November 14, 1864 Bermuda Hundred [Virginia] #13
Don’t show this. Write soon and often.
Dear and beloved wife,
I again take the opportunity of writing a few lines to inform you that I received your most kind and welcome letter dated November 5th. You also may be assured that I was very glad to hear you say you were well and had plenty to eat, drink and wear. If you have not, I certainly think it is your own fault for you live in the midst of a plentiful country.
The poor Reb soldiers in our front, that we can see every day, say that they only get one pint of flour or meal a day for their rations, and a piece of fresh beef one and half inches square, that is, they say so, them that come into our lines.
This is Monday [November 14, 1864]. Saturday night [November 12, 1864] and yesterday [November 13, 1864] all day I was on picket. Last week there were 24 come to our lines Saturday night. One came across yesterday in broad daylight. One came over to us. He said that most all that was in the fortifications would come over but they dare not only as they can watch their opportunity and then they have to watch until them that [are] opposed to deserting get asleep and then they are off for our lines in a hurry.
I will give you an idea of our picket line on a piece of paper so you can see the position we are placed in, etc. I suppose you heard that General Sherman has burnt Atlanta. He is moving his army, that 70,000 men, upon Richmond. He has destroyed 30 miles of railroad and burns everything in his way, and if our Great Commanders are not fooled, Richmond and Petersburgh must fall before many days. Praise to God for it. Lincoln is elected again without any doubt. Thank God he is—for this cruel war will soon be over.
I am very hearty and am in good spirits and sincerely hope that we may soon return to our quiet home, where you cannot hear a constant firing of cannons. I have got so used to it that I do not mind it scarcely anymore.
Silence, send me the [Altoona?] Tribune or [Gettysburg?] Star occasionally. That one you sent me never came. You must be careful how you direct [them]—the same way that you do letters. You can also send small notions in those newspapers, that is, if you have anything of the kind to send. It will also save you little postage, etc. I received that Gum which was very good. I sent Myron two coppers. I sent in two letters. I also made a ring out of a bone and sent to you in a letter. The first opportunity I have I will have my likeness [portrait] taken and send home.
November 17th [continuation of the November 14 letter]
Since the above was written, I received another letter from you dated November 8 and mailed the 11th, which lay at your office three days before mailing. I also received the Star—its date November 3rd. I was very glad to get it.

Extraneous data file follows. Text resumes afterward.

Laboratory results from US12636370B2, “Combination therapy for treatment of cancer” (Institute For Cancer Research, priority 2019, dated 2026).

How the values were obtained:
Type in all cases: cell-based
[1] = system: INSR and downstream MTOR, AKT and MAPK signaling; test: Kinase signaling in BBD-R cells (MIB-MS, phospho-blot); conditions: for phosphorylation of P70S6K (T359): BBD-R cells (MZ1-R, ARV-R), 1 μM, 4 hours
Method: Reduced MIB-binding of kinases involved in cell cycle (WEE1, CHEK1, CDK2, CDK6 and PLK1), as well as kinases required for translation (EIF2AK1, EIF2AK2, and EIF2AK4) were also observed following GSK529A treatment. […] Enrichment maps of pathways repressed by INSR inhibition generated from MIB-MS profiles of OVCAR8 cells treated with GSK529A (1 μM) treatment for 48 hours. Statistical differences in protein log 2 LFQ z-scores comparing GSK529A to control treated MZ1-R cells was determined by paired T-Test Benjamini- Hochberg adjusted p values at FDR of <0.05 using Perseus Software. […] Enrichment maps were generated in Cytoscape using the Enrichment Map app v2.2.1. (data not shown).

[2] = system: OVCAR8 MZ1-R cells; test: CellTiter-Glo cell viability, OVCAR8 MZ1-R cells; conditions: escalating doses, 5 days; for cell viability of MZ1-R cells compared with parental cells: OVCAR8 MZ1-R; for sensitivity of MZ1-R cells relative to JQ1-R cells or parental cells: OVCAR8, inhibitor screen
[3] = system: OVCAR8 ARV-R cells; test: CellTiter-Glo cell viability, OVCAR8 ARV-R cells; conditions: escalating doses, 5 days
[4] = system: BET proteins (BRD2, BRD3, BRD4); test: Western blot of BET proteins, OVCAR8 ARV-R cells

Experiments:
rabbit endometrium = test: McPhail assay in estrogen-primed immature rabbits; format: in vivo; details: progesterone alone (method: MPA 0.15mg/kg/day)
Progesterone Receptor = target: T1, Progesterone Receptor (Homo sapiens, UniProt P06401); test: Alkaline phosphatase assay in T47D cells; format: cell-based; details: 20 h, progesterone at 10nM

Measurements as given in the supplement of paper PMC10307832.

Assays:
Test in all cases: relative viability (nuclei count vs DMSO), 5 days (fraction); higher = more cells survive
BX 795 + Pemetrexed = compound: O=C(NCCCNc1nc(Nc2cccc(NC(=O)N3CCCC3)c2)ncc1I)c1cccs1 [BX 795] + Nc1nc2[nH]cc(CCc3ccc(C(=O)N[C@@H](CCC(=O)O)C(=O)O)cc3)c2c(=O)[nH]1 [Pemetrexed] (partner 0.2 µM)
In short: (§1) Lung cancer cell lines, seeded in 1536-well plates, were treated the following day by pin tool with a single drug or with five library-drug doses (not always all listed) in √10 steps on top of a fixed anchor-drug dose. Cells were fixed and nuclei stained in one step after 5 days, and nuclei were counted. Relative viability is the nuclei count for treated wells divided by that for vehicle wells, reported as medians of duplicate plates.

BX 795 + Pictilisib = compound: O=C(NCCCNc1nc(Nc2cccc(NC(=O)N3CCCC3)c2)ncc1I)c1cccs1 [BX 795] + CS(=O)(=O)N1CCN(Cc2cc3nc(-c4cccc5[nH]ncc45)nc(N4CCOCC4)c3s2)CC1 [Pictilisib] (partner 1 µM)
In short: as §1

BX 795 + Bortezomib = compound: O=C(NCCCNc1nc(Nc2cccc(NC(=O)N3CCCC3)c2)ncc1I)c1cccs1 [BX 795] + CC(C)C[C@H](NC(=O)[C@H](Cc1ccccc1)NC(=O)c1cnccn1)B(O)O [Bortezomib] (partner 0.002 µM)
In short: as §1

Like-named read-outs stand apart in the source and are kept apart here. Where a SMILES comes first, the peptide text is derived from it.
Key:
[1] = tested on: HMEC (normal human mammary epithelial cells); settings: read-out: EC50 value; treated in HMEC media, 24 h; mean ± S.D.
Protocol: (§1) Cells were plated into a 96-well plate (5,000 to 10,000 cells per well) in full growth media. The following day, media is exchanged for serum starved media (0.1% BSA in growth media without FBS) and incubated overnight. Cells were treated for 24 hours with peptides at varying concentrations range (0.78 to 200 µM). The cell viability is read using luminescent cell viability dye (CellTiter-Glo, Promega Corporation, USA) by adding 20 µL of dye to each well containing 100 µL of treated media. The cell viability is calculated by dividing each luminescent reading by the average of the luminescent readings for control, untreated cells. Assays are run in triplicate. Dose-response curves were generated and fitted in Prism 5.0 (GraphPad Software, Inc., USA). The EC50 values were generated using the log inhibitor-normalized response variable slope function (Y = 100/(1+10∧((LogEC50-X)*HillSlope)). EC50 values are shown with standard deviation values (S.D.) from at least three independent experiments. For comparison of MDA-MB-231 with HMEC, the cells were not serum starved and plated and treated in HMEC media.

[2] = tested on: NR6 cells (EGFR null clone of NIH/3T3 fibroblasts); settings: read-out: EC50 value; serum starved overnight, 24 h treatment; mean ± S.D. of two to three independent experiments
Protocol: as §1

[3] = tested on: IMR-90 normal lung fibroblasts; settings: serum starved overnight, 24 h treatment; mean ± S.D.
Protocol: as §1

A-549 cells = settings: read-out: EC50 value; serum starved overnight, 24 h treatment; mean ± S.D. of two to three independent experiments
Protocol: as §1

I would have written when I commenced this, but there is so much duty and fixing for winter quarters that a man has scarcely time to eat, but will have it easier in a week or ten days. Tell Mrs. Hutchins that Frank has gone to Fortress Monroe to the hospital. He is getting better. Charles Swift is very low, is not expected to live just [much longer]. Tell Mrs. Jacob Brown of the fact. Also received them pills. You say you wish we could be sent back to Washington, but we will not get there this winter. One old colonel has come back from Washington. He says if we are good boys, perhaps by spring we may get there. I hope and pray by that time this terrible war will be over.
I received a letter from Ben the same evening I received yours. He is well and hearty. I wrote to you some weeks ago that Abner wanted fifty dollars. Let [him] have it until spring at interest as much as you can get—he only wanted it until spring. What has become of Hiram? I wrote to him a long time ago. Tell him for me, Silence, the first time you see him what he thinks of little Mack [George McClellan] now?
You do not say anything how the weather is, etc. How does provisions rate in your country, how it sells, etc. Write all you can think of and a good deal more, that is, if you can think of them. John B. Henry is going to write home today also, and him myself are going to have you and Mr. Koury’s folks send us a lot of things in a box together. I want one quart of apple butter; two or three pounds of butter; two pounds of cheese; some apples if you choose; some honey if you please; one pound of fine cut tobacco. Tell Mr. Ewing I want his best. Mark my things that you send me so we can tell them apart. Send just what you have a mind to and have Mr. Hervey send them to the Christian Commission.
I will here answer your questions that you ask me in your last letter—whether I liked you. Yes, I can say with all my heart. Think no other way—as long as you live. Did you wean Milo? I am well and hope you are and the children also are well. I pray for your welfare every day, etc. You need [not?] show this letter.
- Miller, Myron M. The Soul of a Soldier: The True Story of a Mounted Pioneer in the Civil War. Xlibris Corporation(2011), pp. 148-151 ↩
- Editor’s Note: Samuel K. Miller of the 211th Pennsylvania wrote 46 letters home during his time in the Union army, almost all of it spent at the Siege of Petersburg in the Ninth Corps. Miller’s great-grandson Myron M. Miller recently edited these letters in his book The Soul of a Soldier: The True Story of a Mounted Pioneer in the Civil War. Check out the review here. Mr. Miller was kind and generous enough to offer the Siege of Petersburg Online the use of these letters for the 150th anniversary celebrations of the Siege of Petersburg. A selection of Samuel’s letters will appear here at the Siege of Petersburg Online 150 years after the date they were written. These letters are the private property of Myron Miller and are used here with his express written consent. All rights reserved. ↩
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